I feel your confusion is somewhat justified by the lax way many textbooks talk about the subject.
Firstly, there is the reflexive pronoun sich in the third person. In a prototypical pairing like the following, the reflexive pronoun must be used to indicate that, as you would put it, someone is doing something to themselves and not to somebody or something else.
a) Eri liebt seinen BMWj und wäscht ihnj jede Woche.
b) Eri liebt seinen BMWj und wäscht sichi jede Woche.
The indices i, j indicate coreference; the reflexive pronoun must be used to indicate that the object is coreferent with the subject (b), a non-reflexive pronoun indicates that the object cannot be coreferent with the subject (a).
The verb waschen, however, is a perfectly ordinary transitive verb. What does ordinary mean? In linguistics, one would use a lexical entry like the following:
Semantic arguments: agent (who is washing?), patient (who or what is being washed?)
Syntactic arguments: subject, accusative object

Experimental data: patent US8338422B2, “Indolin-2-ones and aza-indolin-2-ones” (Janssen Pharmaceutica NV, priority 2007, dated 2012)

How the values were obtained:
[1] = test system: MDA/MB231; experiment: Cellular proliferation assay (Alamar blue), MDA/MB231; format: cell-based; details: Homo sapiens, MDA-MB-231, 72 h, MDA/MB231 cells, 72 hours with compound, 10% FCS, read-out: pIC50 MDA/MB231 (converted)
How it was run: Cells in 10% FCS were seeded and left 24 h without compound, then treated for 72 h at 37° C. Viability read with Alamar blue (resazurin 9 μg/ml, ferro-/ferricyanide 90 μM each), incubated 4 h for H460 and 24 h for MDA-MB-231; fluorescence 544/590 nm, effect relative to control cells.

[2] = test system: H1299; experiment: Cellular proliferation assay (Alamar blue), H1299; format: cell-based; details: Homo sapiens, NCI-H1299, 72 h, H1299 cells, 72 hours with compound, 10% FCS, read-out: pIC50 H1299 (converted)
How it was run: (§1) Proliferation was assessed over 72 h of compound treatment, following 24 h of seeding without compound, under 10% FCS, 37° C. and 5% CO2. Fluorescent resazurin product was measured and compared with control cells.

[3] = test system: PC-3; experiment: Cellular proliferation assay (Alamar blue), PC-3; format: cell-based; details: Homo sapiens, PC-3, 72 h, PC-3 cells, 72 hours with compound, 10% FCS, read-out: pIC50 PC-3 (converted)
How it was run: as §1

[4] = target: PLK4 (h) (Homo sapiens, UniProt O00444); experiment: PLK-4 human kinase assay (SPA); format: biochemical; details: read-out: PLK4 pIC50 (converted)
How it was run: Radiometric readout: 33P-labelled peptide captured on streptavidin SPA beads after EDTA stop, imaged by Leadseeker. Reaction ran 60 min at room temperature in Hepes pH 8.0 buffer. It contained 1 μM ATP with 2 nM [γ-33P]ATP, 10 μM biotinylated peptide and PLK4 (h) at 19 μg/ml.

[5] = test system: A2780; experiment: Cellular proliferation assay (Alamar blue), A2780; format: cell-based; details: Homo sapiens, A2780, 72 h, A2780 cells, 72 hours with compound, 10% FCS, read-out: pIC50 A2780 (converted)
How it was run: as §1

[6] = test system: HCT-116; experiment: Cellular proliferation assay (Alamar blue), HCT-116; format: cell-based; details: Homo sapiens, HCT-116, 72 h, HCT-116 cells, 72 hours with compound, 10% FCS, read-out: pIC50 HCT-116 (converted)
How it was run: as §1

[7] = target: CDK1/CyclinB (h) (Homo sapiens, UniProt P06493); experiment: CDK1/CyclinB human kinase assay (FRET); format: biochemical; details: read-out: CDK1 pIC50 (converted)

Linking: agent – subject, patient – accusative object
Transitive verbs select for two arguments, a subject and an accusative object, with the subject interpreted as the agent (the person doing something) and the object interpreted as the patient (the person or thing something is being done to). For further reading, see the Wikipedia entry for argument.
Secondly, there are verbs that are truly reflexive (echt or obligatorisch reflexiv in German). They are distinguished by the fact that they have a semantically empty syntactic argument, i.e. one which is not linked to a semantic argument.
Semantic arguments: agent (who is hurrying?)
Syntactic arguments: subject, accusative object: reflexive
Linking: agent – subject
What this means is that in a sentence like the following, there is only one person doing something (as indicated by the English translation), despite the fact that there is an object present. The object has to be coreferent with the subject – reflexive – i.e. in the third person, it must be sich.
Er beeilt sich.
Finally, note that there are some verbs that are truly reflexive only in some meanings.
Der Geist beherrscht den Körper. (transitive: Geist = agent, Körper = patient)
The mind controls the body.
Er beherrschte sich. (truly reflexive: er = agent)
He held his temper.
Sie übergab den Schlüssel. (transitive: sie = agent, Schlüssel = patient)
She handed over the key.
Sie übergab sich. (truly reflexive: sie = agent)
The confusion arises because textbooks usually introduce reflexive pronouns with ordinary transitive verbs like waschen, but do not make the effort to explain what a truly reflexive verb is. In the mind of the student, reflexivity becomes equated with sich and the two cases er wäscht sich and er beeilt sich are not clearly distinguished.